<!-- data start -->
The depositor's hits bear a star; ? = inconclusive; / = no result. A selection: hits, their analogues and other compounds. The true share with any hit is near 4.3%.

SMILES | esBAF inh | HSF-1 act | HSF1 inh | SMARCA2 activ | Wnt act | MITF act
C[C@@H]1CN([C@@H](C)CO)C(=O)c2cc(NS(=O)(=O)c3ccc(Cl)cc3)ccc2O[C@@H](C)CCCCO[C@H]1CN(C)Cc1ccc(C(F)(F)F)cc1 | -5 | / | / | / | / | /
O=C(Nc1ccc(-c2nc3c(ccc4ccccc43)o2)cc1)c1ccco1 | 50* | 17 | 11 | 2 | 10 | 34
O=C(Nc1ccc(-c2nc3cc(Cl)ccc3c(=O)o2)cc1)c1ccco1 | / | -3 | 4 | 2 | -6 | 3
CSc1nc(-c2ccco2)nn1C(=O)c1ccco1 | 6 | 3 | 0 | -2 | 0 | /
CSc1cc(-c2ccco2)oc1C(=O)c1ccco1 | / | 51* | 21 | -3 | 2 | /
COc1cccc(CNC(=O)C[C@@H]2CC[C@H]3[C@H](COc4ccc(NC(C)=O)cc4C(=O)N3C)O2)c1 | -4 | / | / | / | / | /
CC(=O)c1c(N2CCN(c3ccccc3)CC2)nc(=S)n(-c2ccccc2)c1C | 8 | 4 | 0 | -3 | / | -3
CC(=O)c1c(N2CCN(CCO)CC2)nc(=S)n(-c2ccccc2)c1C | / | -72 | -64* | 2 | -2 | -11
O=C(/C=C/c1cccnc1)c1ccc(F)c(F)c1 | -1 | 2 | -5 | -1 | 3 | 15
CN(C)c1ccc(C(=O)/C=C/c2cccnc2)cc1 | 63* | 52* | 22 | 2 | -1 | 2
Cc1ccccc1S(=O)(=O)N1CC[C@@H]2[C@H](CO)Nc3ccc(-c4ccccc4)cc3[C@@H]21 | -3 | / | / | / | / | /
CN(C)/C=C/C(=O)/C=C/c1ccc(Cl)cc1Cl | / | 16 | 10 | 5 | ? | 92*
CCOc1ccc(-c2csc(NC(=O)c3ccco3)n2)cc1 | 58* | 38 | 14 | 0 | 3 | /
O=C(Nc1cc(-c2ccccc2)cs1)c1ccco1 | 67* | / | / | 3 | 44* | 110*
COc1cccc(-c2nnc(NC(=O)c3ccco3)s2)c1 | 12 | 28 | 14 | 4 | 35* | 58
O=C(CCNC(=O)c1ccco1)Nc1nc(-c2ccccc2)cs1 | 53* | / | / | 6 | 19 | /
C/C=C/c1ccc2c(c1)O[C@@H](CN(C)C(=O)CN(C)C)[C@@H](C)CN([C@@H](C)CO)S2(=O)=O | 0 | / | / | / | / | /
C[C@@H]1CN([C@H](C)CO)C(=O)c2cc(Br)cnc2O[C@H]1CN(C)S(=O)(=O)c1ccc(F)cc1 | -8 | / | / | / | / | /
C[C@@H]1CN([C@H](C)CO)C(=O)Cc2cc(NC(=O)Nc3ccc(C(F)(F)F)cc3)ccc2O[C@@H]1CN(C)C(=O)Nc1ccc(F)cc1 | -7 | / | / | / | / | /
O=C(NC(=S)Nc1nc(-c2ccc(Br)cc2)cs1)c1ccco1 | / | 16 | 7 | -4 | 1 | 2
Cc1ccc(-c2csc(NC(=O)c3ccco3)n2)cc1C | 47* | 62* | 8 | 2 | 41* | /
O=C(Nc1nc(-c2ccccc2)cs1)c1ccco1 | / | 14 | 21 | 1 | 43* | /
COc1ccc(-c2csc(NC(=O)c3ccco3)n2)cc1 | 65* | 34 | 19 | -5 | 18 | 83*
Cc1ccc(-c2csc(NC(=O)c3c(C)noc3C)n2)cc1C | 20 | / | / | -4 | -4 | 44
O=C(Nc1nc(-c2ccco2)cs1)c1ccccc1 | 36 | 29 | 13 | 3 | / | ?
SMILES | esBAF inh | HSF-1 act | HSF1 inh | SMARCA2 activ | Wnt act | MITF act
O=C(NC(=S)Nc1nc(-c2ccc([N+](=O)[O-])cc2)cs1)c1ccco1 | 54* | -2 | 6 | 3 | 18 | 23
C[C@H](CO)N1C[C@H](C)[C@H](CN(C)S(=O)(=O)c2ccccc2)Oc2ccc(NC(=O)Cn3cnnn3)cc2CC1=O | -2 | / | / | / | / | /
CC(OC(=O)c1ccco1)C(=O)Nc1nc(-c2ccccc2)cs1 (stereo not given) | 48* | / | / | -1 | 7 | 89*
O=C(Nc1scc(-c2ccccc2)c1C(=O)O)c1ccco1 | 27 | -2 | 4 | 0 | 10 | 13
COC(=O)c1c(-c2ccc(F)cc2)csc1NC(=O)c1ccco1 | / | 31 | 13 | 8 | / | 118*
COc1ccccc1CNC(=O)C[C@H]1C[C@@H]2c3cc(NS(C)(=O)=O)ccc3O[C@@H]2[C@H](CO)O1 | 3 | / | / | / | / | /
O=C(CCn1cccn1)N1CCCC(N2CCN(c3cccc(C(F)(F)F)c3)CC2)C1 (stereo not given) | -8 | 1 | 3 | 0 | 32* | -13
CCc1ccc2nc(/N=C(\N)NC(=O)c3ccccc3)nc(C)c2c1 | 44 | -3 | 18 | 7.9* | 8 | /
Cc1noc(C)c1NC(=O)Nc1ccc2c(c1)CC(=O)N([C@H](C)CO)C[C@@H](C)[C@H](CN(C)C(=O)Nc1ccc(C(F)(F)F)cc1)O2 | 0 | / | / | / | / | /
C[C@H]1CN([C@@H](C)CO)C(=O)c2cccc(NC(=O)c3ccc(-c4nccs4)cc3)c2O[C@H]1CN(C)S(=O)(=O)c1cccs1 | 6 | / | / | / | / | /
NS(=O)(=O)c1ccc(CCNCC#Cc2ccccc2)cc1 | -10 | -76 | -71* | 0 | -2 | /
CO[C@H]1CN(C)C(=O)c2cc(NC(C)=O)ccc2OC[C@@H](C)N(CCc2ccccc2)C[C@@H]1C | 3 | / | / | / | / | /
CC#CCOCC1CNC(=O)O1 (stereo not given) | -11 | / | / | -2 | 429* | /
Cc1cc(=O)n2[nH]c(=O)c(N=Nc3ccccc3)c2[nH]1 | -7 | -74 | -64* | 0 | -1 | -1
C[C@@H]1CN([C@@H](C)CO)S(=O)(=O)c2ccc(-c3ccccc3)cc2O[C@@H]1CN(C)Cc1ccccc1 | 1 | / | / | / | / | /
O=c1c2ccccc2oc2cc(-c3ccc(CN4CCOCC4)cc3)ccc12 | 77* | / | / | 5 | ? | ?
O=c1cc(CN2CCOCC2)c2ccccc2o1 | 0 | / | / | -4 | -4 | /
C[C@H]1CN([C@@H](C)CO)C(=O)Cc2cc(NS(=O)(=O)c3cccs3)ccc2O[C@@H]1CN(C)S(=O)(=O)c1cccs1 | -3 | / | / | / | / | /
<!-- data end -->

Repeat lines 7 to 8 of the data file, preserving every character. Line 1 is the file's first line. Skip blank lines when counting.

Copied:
CSc1cc(-c2ccco2)oc1C(=O)c1ccco1 | / | 51* | 21 | -3 | 2 | /
COc1cccc(CNC(=O)C[C@@H]2CC[C@H]3[C@H](COc4ccc(NC(C)=O)cc4C(=O)N3C)O2)c1 | -4 | / | / | / | / | /